There is a young boy at the camp who use to be an orphan in Ethiopia. He was put on the streets at the age of 4, and he was not going to be able to be adopted. Somehow, a family from America was able to adopt him. The young boy is now 11 and is flourishing in his language and knowledge. Because of Camp SummerSign and staff like Zackary Shaikh,children are growing in their knowledge, their understanding, and even their faith. Fifteen children were saved just over the past summer. Camp SummerSign offers a chance to children who do not have the help of parents or school to immerse themselves in their own culture. They can communicate, learn, and fellowship. They learn about Jesus and have the opportunity to say what they have been wanting to say for so long because the language barriers are coming down. Camp SummerSign is not only a safe haven for deaf children, it is a chance to better the world by giving these children a brighter future.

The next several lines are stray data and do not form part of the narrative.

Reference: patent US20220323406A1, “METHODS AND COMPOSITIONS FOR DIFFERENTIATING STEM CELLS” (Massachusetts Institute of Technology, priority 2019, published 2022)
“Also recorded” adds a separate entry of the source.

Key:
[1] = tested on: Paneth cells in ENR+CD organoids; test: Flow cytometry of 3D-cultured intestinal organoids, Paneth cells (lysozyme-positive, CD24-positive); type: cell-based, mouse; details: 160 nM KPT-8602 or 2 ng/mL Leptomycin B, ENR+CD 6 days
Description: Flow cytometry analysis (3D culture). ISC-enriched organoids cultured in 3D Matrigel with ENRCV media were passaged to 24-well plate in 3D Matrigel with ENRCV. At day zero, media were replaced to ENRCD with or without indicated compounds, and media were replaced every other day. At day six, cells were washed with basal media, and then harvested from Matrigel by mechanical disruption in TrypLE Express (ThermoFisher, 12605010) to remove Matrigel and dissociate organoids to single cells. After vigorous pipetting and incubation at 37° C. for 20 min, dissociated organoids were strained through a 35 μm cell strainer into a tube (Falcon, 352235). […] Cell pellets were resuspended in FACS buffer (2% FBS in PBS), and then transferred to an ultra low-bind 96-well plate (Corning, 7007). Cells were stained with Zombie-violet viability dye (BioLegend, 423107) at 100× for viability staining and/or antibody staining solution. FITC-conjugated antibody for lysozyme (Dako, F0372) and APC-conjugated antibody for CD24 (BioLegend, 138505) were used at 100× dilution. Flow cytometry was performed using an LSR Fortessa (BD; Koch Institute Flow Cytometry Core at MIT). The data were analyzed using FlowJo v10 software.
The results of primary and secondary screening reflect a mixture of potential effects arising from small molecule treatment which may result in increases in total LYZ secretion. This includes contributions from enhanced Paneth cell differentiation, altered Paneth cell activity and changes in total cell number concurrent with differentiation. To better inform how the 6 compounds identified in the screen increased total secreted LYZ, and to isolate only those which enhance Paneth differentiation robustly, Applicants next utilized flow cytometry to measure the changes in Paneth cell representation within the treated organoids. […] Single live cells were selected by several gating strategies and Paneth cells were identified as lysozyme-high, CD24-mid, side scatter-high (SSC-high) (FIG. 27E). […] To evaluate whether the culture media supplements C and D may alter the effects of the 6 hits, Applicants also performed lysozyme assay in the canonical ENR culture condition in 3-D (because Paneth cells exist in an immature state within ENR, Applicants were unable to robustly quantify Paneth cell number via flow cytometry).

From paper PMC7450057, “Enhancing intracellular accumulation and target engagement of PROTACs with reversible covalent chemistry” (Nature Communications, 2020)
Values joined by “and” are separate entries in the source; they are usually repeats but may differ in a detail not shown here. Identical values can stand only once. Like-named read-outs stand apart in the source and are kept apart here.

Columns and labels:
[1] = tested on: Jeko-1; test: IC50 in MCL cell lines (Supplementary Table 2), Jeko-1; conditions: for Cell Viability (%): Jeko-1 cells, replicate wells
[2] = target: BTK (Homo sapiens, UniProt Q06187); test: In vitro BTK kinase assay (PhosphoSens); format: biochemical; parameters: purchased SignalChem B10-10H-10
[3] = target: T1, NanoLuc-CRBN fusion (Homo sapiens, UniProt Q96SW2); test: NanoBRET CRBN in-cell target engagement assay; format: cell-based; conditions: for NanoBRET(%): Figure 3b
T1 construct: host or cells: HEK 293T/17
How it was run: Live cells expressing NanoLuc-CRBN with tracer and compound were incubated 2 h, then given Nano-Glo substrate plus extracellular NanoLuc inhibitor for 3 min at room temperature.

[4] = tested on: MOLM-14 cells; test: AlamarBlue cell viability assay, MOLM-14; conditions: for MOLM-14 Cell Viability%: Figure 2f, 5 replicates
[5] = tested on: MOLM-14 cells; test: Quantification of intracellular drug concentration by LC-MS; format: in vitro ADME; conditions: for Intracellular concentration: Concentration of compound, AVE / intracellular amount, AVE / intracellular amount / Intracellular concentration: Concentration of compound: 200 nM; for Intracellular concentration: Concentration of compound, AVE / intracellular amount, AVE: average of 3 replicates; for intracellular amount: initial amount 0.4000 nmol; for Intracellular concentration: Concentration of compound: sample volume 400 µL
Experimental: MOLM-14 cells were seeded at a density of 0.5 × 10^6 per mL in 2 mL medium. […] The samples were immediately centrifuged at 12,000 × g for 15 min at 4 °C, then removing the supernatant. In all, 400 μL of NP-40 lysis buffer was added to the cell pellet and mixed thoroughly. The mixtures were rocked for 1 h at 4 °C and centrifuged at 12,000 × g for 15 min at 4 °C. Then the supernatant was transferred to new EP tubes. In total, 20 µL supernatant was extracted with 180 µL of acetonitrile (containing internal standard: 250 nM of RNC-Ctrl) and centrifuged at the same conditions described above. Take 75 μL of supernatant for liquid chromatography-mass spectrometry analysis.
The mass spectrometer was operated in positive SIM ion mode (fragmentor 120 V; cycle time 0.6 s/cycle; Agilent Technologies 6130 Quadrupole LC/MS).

Freewill Sacrifice of Self A Sermon by the Rev. James P. Cooper Mitchellville – November 2, 2003 “The Son of Man must suffer many things, and be rejected by the elders and chief priests and scribes, and be killed, and be raised the third day.” (Luke 9:22) Consider for a moment all the time that […]